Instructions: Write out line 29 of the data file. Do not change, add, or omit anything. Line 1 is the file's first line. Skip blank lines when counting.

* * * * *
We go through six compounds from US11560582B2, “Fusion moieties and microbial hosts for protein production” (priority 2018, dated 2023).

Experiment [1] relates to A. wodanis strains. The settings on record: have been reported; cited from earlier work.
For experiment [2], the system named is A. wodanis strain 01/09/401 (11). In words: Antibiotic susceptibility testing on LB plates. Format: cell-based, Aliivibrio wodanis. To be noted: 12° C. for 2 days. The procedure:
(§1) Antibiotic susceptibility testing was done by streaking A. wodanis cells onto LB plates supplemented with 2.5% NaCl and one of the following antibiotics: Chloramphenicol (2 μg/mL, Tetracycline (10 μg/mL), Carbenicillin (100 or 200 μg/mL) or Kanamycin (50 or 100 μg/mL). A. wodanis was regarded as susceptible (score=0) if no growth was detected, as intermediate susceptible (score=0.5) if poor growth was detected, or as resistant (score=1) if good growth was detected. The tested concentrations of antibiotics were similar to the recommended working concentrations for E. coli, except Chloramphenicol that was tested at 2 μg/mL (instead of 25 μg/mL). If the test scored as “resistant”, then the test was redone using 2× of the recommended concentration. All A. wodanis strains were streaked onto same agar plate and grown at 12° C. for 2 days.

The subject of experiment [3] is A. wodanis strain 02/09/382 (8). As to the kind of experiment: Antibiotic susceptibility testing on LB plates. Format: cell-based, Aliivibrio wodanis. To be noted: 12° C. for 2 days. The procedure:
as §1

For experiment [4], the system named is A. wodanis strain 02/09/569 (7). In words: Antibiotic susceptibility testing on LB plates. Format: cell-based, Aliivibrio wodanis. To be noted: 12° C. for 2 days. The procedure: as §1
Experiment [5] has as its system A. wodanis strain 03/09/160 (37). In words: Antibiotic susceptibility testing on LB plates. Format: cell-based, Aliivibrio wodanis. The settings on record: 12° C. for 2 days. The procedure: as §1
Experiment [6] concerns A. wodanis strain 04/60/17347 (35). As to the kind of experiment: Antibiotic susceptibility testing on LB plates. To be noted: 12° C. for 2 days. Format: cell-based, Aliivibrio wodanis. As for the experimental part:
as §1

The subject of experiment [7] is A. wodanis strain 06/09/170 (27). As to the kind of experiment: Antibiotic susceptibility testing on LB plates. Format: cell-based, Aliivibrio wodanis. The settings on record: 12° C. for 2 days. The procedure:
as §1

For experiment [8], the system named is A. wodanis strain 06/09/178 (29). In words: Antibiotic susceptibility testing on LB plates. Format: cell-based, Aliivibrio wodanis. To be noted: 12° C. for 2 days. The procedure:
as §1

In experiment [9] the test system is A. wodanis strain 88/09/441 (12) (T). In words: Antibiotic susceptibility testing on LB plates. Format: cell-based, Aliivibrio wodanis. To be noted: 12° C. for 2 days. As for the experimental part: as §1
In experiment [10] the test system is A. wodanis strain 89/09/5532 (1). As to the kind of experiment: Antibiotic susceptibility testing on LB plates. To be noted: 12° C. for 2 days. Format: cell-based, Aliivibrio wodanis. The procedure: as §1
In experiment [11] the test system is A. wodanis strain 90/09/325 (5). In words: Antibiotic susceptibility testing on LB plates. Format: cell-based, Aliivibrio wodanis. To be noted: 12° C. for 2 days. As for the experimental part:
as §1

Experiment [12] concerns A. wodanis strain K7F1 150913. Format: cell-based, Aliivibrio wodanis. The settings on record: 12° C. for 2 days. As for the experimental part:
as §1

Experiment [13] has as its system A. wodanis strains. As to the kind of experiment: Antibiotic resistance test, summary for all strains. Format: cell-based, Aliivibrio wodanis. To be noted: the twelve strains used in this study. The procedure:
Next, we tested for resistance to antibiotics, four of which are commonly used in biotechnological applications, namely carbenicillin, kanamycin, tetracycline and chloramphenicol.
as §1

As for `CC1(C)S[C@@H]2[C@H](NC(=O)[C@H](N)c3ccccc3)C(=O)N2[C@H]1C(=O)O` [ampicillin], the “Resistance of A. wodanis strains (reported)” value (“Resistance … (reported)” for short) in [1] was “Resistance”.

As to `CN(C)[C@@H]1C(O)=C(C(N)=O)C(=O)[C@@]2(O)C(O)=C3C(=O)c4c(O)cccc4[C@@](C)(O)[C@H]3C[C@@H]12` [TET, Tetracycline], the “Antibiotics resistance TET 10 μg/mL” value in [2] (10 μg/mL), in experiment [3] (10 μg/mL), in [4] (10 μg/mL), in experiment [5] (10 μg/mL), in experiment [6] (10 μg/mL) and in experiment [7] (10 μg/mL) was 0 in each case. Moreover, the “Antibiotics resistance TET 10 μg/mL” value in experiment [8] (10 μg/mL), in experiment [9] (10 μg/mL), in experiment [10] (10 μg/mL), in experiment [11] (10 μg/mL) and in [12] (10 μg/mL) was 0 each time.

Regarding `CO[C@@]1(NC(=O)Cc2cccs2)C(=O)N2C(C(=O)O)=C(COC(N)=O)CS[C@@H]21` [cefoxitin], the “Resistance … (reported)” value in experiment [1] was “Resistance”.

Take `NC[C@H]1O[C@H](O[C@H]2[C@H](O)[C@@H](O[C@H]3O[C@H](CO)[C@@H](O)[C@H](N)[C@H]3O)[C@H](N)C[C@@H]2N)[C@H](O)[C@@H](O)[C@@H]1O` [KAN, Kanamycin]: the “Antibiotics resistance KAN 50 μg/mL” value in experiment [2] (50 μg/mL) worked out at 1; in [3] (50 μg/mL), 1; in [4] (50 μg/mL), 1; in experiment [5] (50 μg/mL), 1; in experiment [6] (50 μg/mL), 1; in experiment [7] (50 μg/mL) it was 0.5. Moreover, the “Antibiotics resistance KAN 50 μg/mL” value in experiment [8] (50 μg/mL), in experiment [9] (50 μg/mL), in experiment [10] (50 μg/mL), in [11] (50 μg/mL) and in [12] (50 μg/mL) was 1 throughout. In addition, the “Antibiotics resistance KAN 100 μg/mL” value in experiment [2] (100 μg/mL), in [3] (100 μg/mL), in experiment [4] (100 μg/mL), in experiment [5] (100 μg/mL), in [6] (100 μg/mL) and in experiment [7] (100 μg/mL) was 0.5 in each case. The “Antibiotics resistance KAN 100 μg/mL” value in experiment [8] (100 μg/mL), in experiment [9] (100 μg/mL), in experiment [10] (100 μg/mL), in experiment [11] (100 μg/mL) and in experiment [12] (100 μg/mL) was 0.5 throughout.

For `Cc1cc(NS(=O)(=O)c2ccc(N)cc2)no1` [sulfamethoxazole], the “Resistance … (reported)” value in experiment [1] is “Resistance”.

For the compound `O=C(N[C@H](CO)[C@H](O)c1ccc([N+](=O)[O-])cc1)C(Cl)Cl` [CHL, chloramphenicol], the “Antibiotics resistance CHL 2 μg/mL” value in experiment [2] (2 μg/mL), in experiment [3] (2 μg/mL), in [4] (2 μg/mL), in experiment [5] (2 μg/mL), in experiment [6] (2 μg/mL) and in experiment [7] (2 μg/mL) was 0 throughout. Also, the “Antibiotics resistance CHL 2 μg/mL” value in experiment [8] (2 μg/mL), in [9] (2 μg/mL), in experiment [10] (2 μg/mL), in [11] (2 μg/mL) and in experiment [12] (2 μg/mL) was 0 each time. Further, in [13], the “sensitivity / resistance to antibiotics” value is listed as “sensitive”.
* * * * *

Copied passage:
For the compound `O=C(N[C@H](CO)[C@H](O)c1ccc([N+](=O)[O-])cc1)C(Cl)Cl` [CHL, chloramphenicol], the “Antibiotics resistance CHL 2 μg/mL” value in experiment [2] (2 μg/mL), in experiment [3] (2 μg/mL), in [4] (2 μg/mL), in experiment [5] (2 μg/mL), in experiment [6] (2 μg/mL) and in experiment [7] (2 μg/mL) was 0 throughout. Also, the “Antibiotics resistance CHL 2 μg/mL” value in experiment [8] (2 μg/mL), in [9] (2 μg/mL), in experiment [10] (2 μg/mL), in [11] (2 μg/mL) and in experiment [12] (2 μg/mL) was 0 each time. Further, in [13], the “sensitivity / resistance to antibiotics” value is listed as “sensitive”.